It is time for building design professionals to track and report the embodied carbon of their projects.
Embodied carbon refers to the carbon dioxide emitted during the manufacture, transport and construction of buildings materials, together with end-of-life emissions.
The imperative is clear.
Buildings are responsible for about 40 percent of global CO2 emissions — over a quarter of which is from the embodied carbon of materials and construction.
As Ed Mazria has recently noted, quickly reducing the embodied carbon in building materials and construction over the next decade is critical. For all of the buildings built between 2021 and 2030, embodied carbon will be responsible for 72 percent of their total CO₂ emissions.
We have the tools to predict it.
In pursuit of carbon-neutral buildings, design teams are encouraged to conduct whole building life-cycle analyses on projects.
There are a range of tools now available to help teams model and optimize the embodied carbon of their projects. The Athena EcoCalculator, Tally, EC3, OneClick LCA, and eTool all offer unique opportunities for project teams to assess embodied carbon. When using any of these tools, teams are encouraged to be mindful of LCA stage and scope to better ensure the accuracy of predicted results.
We have a platform to report it.
The Carbon Leadership Forum (CLF) at the University of Washington continues to stand out as one of several industry leaders conducting substantive research into the embodied carbon of buildings.
However, when it comes to platforms for tracking and reporting the predicted embodied carbon of projects, the American Institute of Architects (AIA) offers a platform that design firms may be interested in. The AIA recently redesigned their Design Data Exchange (DDx) for 2030 Commitment signatory firms. With the update comes several new features including the ability to report embodied carbon.
It will be messy, but it is necessary.
Indeed, design firms tracking and self-reporting predicted embodied carbon is not standardized or subject to quality assurance protocols. The process will be messy. However, if we’re being honest, let’s admit that predicting the operational energy and carbon consequences of our building projects has always been messy. But that has never stopped us from moving forward, learning from each other, and improving the way we work—nor should it stop us now.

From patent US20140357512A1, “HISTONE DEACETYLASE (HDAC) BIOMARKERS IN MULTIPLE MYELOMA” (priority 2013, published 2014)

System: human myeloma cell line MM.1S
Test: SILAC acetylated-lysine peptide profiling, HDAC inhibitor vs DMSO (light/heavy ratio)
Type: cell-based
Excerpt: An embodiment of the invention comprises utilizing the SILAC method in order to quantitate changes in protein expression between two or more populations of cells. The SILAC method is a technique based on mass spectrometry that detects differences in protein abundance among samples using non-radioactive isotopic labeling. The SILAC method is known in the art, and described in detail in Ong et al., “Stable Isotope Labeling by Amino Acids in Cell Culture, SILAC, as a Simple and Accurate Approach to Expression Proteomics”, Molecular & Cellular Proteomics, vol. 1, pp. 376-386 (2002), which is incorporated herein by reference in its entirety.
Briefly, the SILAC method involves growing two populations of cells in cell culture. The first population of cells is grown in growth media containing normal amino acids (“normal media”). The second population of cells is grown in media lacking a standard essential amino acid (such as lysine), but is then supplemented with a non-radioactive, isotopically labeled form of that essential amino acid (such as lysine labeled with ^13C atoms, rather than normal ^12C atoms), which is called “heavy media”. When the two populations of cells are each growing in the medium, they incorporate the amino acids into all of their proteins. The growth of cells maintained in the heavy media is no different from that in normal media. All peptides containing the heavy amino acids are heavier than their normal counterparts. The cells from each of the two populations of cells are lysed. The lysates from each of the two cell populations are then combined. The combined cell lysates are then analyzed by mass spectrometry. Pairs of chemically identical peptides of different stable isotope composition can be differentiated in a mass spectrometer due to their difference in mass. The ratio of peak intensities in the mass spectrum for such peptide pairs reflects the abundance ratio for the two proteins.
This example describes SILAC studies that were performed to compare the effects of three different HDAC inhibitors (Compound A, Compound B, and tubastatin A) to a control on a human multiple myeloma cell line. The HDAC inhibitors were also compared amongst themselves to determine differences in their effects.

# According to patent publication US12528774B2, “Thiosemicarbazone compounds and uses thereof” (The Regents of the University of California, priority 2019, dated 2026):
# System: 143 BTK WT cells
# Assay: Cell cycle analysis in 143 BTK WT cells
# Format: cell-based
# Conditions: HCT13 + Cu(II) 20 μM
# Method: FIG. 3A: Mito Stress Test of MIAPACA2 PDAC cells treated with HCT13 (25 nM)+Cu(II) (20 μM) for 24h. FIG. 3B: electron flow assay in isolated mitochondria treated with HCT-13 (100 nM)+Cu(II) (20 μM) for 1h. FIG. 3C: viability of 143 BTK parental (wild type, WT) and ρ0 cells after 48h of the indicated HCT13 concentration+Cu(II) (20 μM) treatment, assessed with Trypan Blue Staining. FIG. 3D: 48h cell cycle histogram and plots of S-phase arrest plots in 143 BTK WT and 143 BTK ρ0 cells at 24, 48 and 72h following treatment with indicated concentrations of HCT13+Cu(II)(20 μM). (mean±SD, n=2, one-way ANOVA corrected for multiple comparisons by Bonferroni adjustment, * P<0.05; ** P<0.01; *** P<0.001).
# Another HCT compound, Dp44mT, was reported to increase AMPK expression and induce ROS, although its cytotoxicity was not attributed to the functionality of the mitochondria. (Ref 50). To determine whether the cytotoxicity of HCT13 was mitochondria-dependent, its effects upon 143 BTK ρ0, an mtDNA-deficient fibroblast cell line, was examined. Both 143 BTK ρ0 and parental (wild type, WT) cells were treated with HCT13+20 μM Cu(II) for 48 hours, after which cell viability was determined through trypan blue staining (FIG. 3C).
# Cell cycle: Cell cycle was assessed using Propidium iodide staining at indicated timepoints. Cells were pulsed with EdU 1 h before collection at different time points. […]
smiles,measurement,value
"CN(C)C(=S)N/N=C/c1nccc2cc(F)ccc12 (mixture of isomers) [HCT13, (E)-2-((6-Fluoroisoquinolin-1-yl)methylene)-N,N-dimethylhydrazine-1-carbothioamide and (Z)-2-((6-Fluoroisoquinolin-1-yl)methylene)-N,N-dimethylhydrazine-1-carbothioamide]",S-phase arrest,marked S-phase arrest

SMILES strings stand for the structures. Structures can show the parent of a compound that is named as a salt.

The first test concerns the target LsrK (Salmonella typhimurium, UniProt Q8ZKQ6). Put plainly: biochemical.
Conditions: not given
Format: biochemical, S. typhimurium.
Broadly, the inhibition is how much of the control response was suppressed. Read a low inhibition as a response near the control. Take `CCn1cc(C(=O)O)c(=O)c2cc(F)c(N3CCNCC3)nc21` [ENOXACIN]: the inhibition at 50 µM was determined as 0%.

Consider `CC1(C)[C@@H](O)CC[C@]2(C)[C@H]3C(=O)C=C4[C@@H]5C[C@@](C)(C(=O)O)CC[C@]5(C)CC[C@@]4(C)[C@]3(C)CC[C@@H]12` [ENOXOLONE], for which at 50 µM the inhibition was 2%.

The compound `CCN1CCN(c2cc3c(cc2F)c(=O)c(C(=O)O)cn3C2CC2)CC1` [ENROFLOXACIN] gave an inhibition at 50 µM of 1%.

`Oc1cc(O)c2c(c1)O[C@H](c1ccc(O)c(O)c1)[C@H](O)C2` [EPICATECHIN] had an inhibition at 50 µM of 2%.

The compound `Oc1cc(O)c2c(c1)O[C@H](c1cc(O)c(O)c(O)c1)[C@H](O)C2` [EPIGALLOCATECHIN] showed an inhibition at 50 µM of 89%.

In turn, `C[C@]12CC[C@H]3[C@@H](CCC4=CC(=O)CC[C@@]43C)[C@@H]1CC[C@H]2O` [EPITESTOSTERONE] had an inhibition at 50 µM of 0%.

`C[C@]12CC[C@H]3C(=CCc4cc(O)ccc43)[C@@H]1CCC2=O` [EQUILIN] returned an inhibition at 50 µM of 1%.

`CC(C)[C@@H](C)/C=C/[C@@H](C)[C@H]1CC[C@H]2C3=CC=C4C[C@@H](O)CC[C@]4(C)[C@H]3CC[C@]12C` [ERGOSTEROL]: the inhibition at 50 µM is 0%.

Included here is a snapshot of a handful of projects for which my firm has endeavored to model initial embodied carbon. These numbers do not paint a complete picture as the data only represents the structure and envelope (in accordance with the required scope for LEEDv4)—missing are interiors, mechanical systems, and other components. But we’re starting to develop a frame of reference.
Figure 1: Predicted (modeled) embodied carbon intensity from five case study projects.
What good will modeling and reporting embodied carbon do?
By advancing a wide-spread effort by the AEC industry to track and report embodied carbon, we stand to benefit in the following ways:
- It will drive design innovation. As project teams become conversant with embodied carbon figures, modeling can more readily and effectively be leveraged as a design decision-making tool — much like that of building energy modeling.
- It will help the AEC industry develop an extremely helpful resource: a dataset from which we can start to make reasonably apt comparisons to other buildings. Wouldn’t it be great if we could develop a percentile-based metric such as the ENERGY STAR score? Such a metric could facilitate project benchmarking, policy, and building product optimization.
- It will give the AEC industry a basis upon which we can start to measure and verify initial embodied carbon. Building product transparency and the maturation of building information modeling (BIM) will lead us toward a day when we will be able to model predicted embodied carbon in our buildings and, after construction, verify a project’s embodied carbon based on as-built conditions.
Of course, the idealist in me knows that the only number that truly matters is “0” — a built project that through a combination of reuse and reconstitution of materials and resources can achieve true circularity and a net-zero embodied carbon intensity.
The end goal is a decarbonized built environment. But for now, let’s start tracking and reporting our predicted embodied carbon data — and start improving our processes and figures.